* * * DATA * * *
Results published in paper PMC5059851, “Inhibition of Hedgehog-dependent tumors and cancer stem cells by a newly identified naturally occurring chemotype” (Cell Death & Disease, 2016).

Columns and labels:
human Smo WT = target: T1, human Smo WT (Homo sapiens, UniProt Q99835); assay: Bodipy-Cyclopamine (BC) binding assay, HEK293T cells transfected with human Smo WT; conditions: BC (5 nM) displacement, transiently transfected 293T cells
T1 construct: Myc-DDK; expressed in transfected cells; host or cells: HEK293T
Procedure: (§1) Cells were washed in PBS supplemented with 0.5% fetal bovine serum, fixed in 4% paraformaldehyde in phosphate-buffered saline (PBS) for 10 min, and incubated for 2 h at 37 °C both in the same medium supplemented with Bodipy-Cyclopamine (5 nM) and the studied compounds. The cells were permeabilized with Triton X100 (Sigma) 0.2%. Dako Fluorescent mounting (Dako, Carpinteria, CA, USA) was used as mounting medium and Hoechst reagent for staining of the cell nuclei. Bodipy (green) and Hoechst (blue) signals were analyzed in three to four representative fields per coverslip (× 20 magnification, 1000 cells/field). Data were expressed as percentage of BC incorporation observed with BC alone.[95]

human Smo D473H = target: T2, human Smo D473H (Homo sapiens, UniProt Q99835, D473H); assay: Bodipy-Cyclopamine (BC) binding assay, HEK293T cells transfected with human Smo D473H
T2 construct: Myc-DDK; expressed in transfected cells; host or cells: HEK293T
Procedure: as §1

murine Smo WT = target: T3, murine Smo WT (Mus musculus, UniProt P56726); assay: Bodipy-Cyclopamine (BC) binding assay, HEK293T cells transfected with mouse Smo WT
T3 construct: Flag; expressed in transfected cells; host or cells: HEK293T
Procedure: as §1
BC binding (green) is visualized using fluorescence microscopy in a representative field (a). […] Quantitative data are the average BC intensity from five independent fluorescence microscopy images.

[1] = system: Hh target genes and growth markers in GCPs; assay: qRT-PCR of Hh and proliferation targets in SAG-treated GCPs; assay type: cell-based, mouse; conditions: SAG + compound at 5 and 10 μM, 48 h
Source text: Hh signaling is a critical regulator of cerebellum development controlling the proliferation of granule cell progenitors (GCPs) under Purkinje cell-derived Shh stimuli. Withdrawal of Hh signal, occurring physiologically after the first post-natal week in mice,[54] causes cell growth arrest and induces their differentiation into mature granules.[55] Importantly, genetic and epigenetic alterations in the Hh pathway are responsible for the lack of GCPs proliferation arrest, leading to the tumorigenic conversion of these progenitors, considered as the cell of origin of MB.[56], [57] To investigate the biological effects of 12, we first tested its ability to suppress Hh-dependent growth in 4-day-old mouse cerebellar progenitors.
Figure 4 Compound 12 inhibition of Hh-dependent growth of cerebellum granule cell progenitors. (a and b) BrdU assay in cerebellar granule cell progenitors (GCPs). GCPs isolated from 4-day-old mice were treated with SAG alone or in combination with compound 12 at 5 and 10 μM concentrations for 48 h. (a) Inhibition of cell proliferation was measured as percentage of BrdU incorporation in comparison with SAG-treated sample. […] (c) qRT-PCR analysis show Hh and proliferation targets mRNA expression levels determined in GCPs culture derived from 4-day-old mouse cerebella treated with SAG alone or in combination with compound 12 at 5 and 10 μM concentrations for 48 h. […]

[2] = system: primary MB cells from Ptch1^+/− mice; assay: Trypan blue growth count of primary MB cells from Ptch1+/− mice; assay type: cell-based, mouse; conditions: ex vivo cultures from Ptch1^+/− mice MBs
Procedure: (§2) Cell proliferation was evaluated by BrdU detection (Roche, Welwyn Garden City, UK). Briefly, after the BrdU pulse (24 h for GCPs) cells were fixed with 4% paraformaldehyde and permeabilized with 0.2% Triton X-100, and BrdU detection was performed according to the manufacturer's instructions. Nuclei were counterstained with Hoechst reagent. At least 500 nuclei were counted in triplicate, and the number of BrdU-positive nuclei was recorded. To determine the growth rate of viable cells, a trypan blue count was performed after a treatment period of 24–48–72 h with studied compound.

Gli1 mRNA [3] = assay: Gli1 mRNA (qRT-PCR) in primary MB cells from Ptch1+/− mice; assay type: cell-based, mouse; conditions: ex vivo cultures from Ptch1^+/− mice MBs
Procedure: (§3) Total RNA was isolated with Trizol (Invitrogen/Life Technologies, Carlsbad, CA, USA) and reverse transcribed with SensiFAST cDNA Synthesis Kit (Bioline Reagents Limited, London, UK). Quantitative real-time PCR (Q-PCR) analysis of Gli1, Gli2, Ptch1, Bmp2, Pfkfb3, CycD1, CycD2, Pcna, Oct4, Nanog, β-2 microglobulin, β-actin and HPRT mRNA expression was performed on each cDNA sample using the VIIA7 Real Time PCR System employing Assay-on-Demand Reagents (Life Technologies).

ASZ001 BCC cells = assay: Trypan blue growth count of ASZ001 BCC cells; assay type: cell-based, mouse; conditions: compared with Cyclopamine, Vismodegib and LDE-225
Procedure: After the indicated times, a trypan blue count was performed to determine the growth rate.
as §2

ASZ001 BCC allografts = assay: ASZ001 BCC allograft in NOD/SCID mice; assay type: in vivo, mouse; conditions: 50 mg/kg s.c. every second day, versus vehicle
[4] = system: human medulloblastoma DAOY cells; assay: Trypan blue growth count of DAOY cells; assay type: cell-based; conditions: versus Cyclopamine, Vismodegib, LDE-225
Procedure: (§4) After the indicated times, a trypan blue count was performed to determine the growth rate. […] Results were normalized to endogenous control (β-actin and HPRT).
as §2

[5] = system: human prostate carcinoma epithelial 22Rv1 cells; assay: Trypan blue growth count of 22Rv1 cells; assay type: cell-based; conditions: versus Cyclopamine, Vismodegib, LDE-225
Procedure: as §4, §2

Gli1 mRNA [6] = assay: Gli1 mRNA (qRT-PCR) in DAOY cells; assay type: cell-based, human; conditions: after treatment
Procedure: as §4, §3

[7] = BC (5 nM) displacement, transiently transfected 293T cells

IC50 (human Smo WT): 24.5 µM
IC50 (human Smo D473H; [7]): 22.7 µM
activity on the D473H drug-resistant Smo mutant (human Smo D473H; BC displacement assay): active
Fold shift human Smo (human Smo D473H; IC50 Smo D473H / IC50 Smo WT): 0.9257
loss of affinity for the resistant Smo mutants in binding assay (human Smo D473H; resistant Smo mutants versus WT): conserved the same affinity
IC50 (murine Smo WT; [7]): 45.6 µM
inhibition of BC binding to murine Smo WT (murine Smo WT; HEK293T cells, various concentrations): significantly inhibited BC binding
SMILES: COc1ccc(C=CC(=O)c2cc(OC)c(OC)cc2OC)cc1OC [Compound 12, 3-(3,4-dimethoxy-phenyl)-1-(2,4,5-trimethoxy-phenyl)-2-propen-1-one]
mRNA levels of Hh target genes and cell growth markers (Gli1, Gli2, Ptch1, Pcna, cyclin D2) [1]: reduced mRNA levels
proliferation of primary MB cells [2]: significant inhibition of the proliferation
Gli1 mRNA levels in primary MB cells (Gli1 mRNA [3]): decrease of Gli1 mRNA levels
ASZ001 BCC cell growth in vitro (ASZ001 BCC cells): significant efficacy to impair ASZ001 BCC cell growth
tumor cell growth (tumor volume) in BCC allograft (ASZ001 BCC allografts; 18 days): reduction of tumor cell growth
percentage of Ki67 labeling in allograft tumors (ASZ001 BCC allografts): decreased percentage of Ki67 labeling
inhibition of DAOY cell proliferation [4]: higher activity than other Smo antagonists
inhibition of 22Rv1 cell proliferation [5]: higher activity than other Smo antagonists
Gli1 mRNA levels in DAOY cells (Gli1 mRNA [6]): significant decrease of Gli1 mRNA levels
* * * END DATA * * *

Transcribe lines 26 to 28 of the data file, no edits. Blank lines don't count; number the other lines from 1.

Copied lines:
as §2

[5] = system: human prostate carcinoma epithelial 22Rv1 cells; assay: Trypan blue growth count of 22Rv1 cells; assay type: cell-based; conditions: versus Cyclopamine, Vismodegib, LDE-225
Procedure: as §4, §2